THE NUMBER of first-time entrants into the youth justice system has fallen in Worcestershire by more than 30 per cent.
However, Worcestershire County Council bosses have been urged ‘not be complacent’ in a bid to keep crime levels down.
The new figures were released at a cabinet meeting last Thursday (July 16) which revealed the authority’s Youth Justice System was performing above the national average.
One of the most striking changes was the amount of first-time entrants to the criminal justice system as 369 youths entered it between October 2013 and September 2014.
This was 166 fewer than the same period 12 months before, and it compares to 408 in the West Mercia Police region and 417 in the rest of England.
The report also revealed the use custody measures fell from 0.23per cent from 0.29 per cent as 12 youngsters were sentenced – three less than last year.
Meanwhile, a total of 31.3 per cent of young people re-offended within 12 months of receiving a police caution or sentence, which is 4.7per cent less than the national average.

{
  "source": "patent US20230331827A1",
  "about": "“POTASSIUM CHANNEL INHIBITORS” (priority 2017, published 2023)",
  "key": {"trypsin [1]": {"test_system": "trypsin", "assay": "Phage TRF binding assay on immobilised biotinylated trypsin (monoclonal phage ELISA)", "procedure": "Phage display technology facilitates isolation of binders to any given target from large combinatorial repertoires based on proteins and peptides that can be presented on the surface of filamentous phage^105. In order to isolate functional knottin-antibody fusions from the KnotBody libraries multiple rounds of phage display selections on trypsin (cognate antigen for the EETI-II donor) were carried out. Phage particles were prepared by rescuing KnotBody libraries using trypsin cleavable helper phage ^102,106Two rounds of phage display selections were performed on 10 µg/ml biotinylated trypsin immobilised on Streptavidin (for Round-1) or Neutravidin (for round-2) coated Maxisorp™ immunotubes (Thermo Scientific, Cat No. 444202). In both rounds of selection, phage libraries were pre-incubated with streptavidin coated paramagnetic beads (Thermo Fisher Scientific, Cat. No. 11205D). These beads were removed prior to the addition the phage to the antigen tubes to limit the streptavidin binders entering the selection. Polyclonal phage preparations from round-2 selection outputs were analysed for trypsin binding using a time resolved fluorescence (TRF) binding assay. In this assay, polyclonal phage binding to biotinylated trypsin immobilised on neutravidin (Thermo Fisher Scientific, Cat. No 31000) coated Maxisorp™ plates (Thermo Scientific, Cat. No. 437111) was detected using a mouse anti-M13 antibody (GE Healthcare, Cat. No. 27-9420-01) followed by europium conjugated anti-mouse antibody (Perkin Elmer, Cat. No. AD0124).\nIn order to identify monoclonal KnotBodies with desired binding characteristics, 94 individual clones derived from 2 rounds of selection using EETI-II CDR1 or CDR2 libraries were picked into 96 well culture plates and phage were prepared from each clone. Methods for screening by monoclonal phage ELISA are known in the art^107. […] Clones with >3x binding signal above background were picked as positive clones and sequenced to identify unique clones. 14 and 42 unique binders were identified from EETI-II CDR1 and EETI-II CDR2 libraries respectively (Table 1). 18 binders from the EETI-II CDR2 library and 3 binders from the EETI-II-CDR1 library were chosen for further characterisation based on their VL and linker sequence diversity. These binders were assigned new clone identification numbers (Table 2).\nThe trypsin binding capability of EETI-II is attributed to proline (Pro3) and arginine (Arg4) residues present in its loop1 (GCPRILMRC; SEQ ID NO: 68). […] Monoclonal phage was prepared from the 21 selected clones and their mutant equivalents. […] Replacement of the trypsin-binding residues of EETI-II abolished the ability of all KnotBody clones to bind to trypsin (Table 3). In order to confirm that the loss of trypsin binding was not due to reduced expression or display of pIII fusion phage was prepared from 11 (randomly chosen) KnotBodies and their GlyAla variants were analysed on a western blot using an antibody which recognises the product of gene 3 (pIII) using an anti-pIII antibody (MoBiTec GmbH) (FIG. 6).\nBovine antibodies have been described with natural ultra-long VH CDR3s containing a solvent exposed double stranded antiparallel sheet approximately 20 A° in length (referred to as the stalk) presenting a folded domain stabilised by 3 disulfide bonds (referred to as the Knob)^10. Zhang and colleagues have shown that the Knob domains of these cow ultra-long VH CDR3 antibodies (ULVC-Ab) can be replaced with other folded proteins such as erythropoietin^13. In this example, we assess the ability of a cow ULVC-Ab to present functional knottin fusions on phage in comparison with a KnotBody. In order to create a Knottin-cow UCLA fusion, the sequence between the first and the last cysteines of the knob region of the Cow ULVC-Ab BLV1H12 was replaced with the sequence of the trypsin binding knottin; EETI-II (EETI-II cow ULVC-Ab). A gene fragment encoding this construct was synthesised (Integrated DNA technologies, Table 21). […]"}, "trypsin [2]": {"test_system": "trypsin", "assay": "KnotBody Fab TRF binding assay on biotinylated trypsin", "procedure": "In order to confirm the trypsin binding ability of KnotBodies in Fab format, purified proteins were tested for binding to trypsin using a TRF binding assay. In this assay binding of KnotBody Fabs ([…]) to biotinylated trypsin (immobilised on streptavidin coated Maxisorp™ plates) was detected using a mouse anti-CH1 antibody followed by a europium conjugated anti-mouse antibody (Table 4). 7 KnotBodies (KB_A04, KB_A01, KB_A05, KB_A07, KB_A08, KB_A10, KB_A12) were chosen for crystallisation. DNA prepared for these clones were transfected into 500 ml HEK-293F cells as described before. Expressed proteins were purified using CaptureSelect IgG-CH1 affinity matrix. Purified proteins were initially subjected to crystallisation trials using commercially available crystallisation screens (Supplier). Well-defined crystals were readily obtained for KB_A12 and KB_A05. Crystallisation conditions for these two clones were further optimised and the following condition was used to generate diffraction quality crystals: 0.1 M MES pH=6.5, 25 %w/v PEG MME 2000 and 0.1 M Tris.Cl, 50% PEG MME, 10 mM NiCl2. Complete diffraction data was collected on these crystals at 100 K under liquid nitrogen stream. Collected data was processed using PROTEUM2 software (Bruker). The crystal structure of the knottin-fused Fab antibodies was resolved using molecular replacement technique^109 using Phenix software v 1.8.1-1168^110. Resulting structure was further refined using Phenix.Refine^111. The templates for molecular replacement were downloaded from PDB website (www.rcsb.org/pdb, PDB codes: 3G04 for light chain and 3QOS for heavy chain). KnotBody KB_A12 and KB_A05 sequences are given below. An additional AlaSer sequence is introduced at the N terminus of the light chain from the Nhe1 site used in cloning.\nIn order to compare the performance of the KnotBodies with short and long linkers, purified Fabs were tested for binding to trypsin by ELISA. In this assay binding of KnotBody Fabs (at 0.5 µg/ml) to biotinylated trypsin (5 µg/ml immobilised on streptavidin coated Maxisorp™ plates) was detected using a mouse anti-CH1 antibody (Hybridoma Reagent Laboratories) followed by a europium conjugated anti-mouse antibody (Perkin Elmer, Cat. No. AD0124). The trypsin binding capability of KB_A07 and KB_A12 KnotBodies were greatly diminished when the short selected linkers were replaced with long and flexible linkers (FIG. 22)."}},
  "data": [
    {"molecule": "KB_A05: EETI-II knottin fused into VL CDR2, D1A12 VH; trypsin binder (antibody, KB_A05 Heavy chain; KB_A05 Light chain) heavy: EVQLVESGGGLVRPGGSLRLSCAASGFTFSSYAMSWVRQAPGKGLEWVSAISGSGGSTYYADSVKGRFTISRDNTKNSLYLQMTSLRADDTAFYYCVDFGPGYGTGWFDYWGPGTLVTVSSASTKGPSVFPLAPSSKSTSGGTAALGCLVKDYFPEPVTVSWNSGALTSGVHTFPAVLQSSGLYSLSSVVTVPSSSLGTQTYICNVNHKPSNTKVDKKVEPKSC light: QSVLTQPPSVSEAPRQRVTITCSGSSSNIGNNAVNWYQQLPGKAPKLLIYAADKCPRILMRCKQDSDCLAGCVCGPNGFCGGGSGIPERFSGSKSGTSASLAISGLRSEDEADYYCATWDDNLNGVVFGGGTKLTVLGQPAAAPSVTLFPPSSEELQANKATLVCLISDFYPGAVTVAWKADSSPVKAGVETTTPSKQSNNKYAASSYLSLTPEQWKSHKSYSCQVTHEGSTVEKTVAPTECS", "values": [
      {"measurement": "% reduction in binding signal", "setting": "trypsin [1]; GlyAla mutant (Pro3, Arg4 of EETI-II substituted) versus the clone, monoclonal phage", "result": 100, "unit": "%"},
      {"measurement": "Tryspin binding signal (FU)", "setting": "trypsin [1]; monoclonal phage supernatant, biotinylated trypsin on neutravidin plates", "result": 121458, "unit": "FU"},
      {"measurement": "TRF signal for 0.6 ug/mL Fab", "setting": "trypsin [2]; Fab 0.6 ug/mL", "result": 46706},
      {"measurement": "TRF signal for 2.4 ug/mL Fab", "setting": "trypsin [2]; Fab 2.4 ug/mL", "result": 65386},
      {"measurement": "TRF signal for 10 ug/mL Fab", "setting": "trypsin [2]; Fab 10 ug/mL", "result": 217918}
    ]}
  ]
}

Coun John Campion, cabinet member for children and families, said he was pleased with the figures, but he insisted there was still more work to be done as the Tory leadership endorsed the West Mercia Youth Justice Plan for 2015/16.
“This performance is solid for our area as we have a good track record,” he said.
“But again, it does not mean that we should be complacent.
“It is right that we have a good solid robust plan that we will absolutely help support our young people to not only live a safe and full life contributing to society but also helps protect society.”
Council leader Coun Adrian Hardman added: “This shows that last year’s plan was a success and clearly we are expecting that we will build on this again.”